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Posted by Patricia Zimmermann at 4:04AM   |  15 comments
pianohandsplaying

Blog written by Jairo Geronymo, pianist, Nurnberb/Berlin, Germany

During my teenage years, I joined a theater group that specialized in children’s musicals.   I helped with the scenery, rehearsed the singers, and recorded all the background music. I also acted and sang in one of the plays: “Everything is Blue in the Blue Land” (http://www.livrariacultura.com.br/scripts/cultura/resenha/resenha.asp?isbn=8572722025&sid=89824519712210258011020111).  That meant wearing make-up so I would not look like a pale corpse onstage. Bold make-up.

In my native Brazil, I have recorded a couple of times for a TV program called “Metropolis” (http://www2.tvcultura.com.br/metropolis/). Metropolis was a hip late-night variety show that also featured the elite of classical music in Sao Paulo City. I was the pianist in the chamber music group Novo Horizonte, directed by the innovative British conductor Graham Griffths (http://www.pianoclass.com/sistema/revista.pl?i=1&cmd=entrgrahamg).

The group had had just one female, the violinist Tania Guarnieri (http://www.taniacamargoguarnieri.com.br/). Tania is the daughter of the composer Camargo Guarnieri and bigger than life in both her music and personality. Once, before an appearance on the show, we had applied make-up appropriate for studio lighting.  

We had to wait for a couple of minutes under fluorescent lighting, before our ‘live’ broadcast gig. Tania looked at herself in the mirror and exclaimed: “I cannot play Messiaen’s “Quartet for the End of Time” wearing the make-up of a prostitute!” Tania’s colorful remarks remind me of the strange means toward good ends embodied in make-up for television and film: ‘Prostitute’ make-up for the masses, natural make-up for the concert hall.

Last week  for the first time in my life, I wore  hand make-up. I was the ‘hand double’ for a production filmed in Berlin. The film is called Auf den zweiten Blick (On a second look). There is already a Facebook page (http://www.facebook.com/home.php?#!/pages/Auf-den-zweiten-Blick/267826739499?ref=mf) . I will post further information about the film when it is released. 

My first contact was with the First Assistant Director, Xiana Yago, a young Spanish woman living in Berlin. The director, Sheri Hagen (http://www.kino.de/star/sheri-hagen/filmografie/131839.html) is a gorgeous young black woman. In this film, the protagonist, Pan, is a white piano tuner with existential problems. He falls in love with a black gallery owner, Till, who is married. I was thinking that this film and its production does not get any better:  a biracial gay relationship portrayed by a black woman. I wish the two men were Jewish and Palestinian!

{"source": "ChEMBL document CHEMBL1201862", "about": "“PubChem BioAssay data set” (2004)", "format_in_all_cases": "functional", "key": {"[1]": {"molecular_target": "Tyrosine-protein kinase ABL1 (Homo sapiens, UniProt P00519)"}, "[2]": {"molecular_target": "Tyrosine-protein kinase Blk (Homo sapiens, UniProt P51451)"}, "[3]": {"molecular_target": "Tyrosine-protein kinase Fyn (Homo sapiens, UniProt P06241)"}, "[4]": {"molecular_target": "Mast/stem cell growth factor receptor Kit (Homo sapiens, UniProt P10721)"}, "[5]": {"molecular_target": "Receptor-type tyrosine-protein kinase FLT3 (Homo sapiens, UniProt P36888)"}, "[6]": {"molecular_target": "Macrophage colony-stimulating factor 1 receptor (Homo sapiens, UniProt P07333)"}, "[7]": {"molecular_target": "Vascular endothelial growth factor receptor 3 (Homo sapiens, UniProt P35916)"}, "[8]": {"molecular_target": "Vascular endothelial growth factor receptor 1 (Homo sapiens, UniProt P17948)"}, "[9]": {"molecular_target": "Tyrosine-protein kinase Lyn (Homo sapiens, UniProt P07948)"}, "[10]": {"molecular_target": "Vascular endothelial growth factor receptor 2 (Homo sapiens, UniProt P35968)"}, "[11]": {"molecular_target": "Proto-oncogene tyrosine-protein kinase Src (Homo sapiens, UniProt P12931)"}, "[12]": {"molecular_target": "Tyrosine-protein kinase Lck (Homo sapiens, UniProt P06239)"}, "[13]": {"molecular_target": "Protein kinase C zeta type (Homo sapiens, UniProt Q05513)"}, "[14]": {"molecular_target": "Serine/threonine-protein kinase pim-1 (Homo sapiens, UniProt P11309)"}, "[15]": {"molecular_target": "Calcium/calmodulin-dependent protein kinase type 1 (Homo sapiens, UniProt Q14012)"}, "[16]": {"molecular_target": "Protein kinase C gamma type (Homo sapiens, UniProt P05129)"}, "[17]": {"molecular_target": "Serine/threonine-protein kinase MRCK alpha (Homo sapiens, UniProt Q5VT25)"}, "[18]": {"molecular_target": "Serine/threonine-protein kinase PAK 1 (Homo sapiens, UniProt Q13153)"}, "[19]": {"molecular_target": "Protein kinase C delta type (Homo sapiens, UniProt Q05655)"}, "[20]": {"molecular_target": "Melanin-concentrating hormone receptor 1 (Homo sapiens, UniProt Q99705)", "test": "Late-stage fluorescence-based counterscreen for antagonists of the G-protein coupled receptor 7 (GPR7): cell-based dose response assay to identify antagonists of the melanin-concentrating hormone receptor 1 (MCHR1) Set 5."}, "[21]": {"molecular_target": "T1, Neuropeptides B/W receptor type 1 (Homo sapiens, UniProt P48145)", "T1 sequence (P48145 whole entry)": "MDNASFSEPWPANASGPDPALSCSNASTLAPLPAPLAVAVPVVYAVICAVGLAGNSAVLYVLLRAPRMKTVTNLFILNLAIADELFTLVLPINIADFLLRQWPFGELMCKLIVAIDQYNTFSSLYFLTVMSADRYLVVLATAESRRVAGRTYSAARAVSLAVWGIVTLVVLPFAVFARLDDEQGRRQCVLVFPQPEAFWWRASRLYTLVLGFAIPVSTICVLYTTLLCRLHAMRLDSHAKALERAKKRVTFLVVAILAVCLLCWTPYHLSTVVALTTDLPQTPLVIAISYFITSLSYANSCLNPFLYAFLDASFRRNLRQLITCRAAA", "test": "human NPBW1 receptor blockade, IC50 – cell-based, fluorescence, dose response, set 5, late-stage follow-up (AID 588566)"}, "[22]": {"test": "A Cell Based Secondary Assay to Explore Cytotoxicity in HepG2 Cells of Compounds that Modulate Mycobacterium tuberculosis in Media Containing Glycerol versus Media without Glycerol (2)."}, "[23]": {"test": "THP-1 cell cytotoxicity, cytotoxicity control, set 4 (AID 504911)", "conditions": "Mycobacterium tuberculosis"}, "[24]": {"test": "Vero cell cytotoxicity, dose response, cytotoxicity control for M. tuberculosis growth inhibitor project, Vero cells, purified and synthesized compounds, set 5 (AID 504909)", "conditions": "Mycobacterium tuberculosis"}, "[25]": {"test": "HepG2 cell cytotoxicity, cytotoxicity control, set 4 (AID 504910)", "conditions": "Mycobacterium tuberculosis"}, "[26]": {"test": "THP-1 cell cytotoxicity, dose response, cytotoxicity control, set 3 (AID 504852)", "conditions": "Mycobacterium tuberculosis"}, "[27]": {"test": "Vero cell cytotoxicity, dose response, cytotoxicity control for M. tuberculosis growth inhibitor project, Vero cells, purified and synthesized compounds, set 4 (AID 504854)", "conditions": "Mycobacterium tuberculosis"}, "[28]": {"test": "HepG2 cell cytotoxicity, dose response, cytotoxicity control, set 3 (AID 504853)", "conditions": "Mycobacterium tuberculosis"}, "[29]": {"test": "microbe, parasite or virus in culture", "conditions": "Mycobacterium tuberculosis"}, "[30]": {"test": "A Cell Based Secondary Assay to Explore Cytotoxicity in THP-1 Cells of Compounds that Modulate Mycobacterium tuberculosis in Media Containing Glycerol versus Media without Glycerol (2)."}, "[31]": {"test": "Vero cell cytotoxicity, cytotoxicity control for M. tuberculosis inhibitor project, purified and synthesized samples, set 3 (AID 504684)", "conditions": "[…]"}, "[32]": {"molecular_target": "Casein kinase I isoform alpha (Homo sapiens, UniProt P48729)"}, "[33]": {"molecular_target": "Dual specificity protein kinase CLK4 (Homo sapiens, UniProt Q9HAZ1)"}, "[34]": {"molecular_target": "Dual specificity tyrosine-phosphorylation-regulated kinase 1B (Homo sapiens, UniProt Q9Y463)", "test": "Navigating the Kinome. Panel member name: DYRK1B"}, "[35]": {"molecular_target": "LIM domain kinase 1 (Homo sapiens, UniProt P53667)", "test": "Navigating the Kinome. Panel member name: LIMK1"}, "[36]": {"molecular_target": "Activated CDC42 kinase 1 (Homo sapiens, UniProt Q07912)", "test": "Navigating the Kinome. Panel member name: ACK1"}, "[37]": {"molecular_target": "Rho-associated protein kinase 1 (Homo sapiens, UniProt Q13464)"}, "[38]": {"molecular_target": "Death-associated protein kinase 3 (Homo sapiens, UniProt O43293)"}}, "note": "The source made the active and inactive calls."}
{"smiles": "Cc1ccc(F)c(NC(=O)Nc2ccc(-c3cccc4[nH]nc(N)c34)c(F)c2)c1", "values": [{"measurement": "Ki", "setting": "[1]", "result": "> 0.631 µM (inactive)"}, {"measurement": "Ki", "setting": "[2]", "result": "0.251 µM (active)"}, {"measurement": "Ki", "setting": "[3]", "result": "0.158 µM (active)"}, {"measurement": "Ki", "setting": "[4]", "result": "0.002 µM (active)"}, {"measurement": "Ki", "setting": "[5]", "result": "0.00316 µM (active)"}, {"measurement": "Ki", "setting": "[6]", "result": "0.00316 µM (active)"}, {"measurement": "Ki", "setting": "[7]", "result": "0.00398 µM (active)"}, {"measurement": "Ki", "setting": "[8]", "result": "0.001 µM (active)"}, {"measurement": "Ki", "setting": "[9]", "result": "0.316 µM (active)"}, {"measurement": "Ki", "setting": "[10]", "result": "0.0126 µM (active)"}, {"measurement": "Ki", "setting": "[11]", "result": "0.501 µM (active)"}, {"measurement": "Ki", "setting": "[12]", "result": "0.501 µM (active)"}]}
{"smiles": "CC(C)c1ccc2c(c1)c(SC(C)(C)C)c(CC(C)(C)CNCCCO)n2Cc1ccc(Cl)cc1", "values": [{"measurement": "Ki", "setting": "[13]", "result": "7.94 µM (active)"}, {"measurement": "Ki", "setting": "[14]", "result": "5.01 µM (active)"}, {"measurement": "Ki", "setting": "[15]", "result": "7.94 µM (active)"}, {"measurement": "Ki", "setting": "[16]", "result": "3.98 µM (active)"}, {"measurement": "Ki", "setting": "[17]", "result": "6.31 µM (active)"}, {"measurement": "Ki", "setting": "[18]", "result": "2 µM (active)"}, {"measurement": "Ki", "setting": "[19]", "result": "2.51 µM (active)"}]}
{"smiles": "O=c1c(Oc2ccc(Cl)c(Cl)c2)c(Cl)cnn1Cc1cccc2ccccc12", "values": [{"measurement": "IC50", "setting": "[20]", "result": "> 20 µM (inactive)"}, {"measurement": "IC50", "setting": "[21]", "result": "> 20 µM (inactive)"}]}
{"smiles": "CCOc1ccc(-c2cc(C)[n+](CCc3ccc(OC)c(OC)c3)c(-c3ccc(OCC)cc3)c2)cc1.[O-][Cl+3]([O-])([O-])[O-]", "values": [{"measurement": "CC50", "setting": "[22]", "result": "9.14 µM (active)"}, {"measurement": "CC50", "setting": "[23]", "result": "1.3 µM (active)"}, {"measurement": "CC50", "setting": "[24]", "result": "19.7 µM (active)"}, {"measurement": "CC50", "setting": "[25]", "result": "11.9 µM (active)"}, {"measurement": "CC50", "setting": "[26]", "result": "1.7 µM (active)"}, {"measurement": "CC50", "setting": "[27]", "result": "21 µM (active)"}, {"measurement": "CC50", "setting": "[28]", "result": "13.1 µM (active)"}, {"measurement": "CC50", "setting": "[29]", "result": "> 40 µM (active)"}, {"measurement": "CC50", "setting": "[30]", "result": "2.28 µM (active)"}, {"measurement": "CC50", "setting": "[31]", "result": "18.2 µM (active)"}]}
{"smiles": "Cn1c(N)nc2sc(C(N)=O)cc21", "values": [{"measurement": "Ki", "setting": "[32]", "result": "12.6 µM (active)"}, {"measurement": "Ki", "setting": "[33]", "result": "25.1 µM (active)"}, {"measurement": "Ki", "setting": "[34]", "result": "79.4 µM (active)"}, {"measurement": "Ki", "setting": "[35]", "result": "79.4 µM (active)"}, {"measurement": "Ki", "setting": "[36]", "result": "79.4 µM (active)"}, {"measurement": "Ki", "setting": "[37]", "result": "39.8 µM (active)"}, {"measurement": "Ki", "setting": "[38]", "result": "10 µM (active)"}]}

I lent my hands to three short scenes. The shooting took almost a whole day. First, I was dressed in identical clothing to Pan (the character who I was doubling). Then, I  spent some time with make-up. It was not easy to hide the inch-long scar on my left hand --but everything is possible with movie make-up… My first scene was to be the ‘playing hand’ for the piano tuner when he felt alone and disillusioned (musical translation: aggressive fast playing). This task was easy to accomplish with  C. P. E. Bach’s "Solfegietto".

In the second scene, while Pans plays, Till sits next to him and starts improvising. In this scene,  they acknowledge their differences and their attraction to each other through music. At one point, according to our director, their hands needed to touch each other. 

The hand double for Till was Reggie Moore (http://www.culturaldiplomacy.org/index.php?en_programs_reggiemoore), an experienced New York jazz pianist now rooted in Germany. 

During the lunch break we planned the musical aspects of our ‘seduction’ scene. When should the jazz improvisation start? How should we show musically the connection and sparkle between the two? How each other’s music would be affected? When should the hands touch? The last question had an easy answer: the D Flat chord. After a two-page avalanche of sixteenth notes, time stops for a moment and life rests on a low D flat.